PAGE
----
Cold Stress: Safety Resources for Working in Cold Weather

cold-stressBaby, it’s cold outside. (I like that version, don’t you?)

Herein the US, cold weather is one its way once again, and it’s a good idea to consider how well prepared you and your workforce are for the lower temperatures.

Dealing with the cold may seem like common knowledge that we’ve all got under our belts, but the fact is that every year people suffer from hypothermia, frostbite, trench foot, and other cold-related problems.

So, we’ve pulled together some helpful resources about cold stress, frostbite, working in the cold, and generally keeping safe in the cold. They’re drawn from various sources, including OSHA, the Department of Labor, AAA, National Public Radio, the American Academy of Pediatrics, and more. Hopefully you’ll find one or more of these helpful.

Stay safe and stay warm!

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Risk Management and Safety

risk-managementIf you’re in safety or EHS, you may have heard of risk management.

Maybe you know exactly what that means. If so, great.

But maybe you don’t, and maybe you’ve wondered. If so, this post is for you. We’ll explain what risk management is and how risk management and safety are related.

Let’s start by defining some terms. ISO Guide 73:2009 includes the following definitions:

  • Risk–the effect of uncertainty on objectives
  • Risk management–coordinated activities to direct and control an organization with respect to risk

Now let’s look at each of those a little more closely in the sections below.

And if this article has caught your attention,  with it’s forward-thinking-focus,  you may also enjoy our article on EHS leading indicators.

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Book Review: Robert Mager’s “Preparing Instructional Objectives”

book-reveiwWe just finished reading Robert Mager’s Preparing Instructional Objectives, the classic book on learning objectives that’s also part of the six-book collection, The Mager Six Pack. (Yes, we bought the whole six pack, and you’ll be seeing book reviews about all of them over time).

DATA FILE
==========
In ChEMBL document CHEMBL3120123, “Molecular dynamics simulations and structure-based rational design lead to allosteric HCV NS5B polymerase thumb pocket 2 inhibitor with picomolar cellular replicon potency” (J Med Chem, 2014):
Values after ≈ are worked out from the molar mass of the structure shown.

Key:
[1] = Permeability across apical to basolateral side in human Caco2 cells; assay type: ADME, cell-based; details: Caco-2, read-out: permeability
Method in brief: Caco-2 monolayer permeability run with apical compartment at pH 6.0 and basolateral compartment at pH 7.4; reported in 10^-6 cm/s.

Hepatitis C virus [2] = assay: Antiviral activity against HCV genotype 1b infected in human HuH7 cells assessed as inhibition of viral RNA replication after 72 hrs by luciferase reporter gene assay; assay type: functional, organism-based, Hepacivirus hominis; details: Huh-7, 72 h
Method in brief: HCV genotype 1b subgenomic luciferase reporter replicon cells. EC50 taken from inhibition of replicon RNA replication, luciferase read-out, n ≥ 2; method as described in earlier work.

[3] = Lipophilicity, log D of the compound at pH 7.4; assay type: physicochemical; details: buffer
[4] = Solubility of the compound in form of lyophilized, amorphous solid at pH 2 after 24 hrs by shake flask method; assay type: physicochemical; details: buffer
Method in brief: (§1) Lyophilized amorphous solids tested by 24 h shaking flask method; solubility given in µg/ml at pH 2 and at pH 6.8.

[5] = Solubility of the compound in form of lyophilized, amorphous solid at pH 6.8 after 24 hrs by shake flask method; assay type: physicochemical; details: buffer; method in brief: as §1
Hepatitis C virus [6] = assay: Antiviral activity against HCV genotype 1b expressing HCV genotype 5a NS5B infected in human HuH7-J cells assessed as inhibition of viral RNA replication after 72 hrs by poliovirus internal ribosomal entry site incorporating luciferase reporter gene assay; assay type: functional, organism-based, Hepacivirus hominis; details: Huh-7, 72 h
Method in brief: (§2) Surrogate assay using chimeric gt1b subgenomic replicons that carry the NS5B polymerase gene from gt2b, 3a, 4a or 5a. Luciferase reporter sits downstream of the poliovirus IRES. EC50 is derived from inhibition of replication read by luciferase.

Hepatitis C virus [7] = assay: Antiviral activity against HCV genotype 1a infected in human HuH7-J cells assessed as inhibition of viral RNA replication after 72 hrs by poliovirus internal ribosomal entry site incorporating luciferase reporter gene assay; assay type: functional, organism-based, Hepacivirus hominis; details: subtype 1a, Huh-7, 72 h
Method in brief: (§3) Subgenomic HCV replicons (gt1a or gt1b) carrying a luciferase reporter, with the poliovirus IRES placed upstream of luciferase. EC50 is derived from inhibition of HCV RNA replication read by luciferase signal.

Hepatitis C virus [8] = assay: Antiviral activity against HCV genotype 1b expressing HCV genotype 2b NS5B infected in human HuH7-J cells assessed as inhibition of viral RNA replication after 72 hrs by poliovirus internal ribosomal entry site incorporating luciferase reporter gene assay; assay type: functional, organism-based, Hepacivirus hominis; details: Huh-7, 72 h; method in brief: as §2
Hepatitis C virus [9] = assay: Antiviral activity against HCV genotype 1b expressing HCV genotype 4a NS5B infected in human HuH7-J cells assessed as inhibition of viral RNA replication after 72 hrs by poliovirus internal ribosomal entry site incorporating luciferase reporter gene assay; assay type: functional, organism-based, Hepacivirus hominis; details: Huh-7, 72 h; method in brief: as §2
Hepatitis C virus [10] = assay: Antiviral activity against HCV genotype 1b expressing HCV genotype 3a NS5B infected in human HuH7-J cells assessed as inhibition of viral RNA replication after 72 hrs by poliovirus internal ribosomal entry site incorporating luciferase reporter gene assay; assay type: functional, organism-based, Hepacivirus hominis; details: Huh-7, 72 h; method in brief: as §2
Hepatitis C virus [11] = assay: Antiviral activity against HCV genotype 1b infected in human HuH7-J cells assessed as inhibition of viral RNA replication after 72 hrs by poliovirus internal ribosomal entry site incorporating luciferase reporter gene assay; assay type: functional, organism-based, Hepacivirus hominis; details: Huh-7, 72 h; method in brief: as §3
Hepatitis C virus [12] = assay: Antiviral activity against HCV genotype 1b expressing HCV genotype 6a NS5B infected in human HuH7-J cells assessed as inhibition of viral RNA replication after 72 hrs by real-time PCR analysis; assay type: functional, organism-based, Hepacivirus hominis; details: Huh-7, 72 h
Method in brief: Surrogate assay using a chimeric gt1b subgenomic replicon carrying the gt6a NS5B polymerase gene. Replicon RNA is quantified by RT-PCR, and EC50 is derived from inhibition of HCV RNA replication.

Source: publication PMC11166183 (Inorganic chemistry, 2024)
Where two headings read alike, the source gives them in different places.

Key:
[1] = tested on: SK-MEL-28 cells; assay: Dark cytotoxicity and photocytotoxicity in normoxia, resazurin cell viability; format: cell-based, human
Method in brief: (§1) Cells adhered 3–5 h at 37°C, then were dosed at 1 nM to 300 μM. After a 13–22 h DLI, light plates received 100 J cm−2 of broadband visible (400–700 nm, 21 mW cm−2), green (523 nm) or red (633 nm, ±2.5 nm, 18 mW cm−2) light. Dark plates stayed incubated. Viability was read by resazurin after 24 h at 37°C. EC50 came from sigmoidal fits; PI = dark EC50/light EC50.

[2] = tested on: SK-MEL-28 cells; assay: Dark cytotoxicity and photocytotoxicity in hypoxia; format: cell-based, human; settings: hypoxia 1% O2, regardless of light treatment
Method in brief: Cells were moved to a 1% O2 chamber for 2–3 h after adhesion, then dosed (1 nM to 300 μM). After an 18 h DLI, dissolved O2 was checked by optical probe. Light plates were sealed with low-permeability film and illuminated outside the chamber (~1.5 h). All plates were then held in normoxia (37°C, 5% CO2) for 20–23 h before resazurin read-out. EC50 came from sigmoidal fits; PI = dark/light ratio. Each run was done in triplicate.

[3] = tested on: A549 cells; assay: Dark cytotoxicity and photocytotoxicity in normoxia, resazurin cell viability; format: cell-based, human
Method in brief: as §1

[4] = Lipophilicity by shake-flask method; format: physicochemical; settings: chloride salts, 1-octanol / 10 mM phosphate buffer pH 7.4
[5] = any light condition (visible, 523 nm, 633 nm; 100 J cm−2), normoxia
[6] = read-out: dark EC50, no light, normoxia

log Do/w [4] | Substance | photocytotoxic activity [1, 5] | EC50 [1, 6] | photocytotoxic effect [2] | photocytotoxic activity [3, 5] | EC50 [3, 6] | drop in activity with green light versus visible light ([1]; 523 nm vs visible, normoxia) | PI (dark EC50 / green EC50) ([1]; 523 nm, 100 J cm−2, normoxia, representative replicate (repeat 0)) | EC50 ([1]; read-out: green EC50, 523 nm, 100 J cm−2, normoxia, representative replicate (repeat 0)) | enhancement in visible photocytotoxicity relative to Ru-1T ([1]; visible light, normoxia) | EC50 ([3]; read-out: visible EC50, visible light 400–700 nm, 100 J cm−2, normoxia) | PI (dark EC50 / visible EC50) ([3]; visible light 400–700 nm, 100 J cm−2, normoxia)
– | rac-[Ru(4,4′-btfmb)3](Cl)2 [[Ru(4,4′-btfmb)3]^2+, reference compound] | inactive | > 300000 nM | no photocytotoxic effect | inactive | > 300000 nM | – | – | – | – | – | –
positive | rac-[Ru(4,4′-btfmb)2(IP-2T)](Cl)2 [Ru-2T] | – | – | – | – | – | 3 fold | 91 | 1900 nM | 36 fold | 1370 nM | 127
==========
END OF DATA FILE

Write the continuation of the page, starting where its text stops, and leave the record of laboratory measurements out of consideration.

Here’s our review of the book. You may also be interested in our more in-depth article about Mager’s Performance-Based Learning Objectives, which is the subject of the book.

Mager’s interesting because he’s one of the classic names in the history of instructional design, and this book is interesting because his performance-based learning objectives were very influential in instructional design. Plus, although there have been some changes in thought about learning objectives over time, most notably perhaps about how one presents them to learners, Mager’s emphasis on performance is very much in line with learning theory today (especially the emphasis on training to develop job skills).

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Robert Mager’s Performance-Based Learning Objectives

performance-based-learning-objectivesYou don’t have to read up on learning objectives for too long before you run into the name of Robert Mager and hear about his performance-based learning objectives. These are also sometimes called three-part learning objectives or behavioral learning objectives.

This isn’t necessarily the only way to write learning objectives. Smart people have continued to think about training and the development of learning objectives since Mager’s time, after all.

But even though there are other schools of thought about learning objectives, what Mager had to say is still solid advice in many cases. And, as they taught us when we were kids, it’s a good idea to get the basics down before you begin experimenting (while riding bikes, they taught us to ride normally before going with no hands; while playing baseball, they taught us to throw a fastball before trying a curve; while writing, they taught us to print before teaching us cursive).

Mager outlines his theory about the best way to create learning objectives in his classic book Preparing Instructional Objectives. You can read our review of Preparing Instructional Objectives if you’re interested, and we highly recommend reading the book, which is informative, quick, and fun.

Otherwise, here’s the crux of what Mager has to say, below.

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OSHA Recordkeeping and Reporting Forms

osha-recordkeeping-postThere have been a number of changes that have to do with OSHA’s injury and illness recordkeeping and reporting forms and requirements. And on top of that, there are some deadlines and new “effective dates” coming up.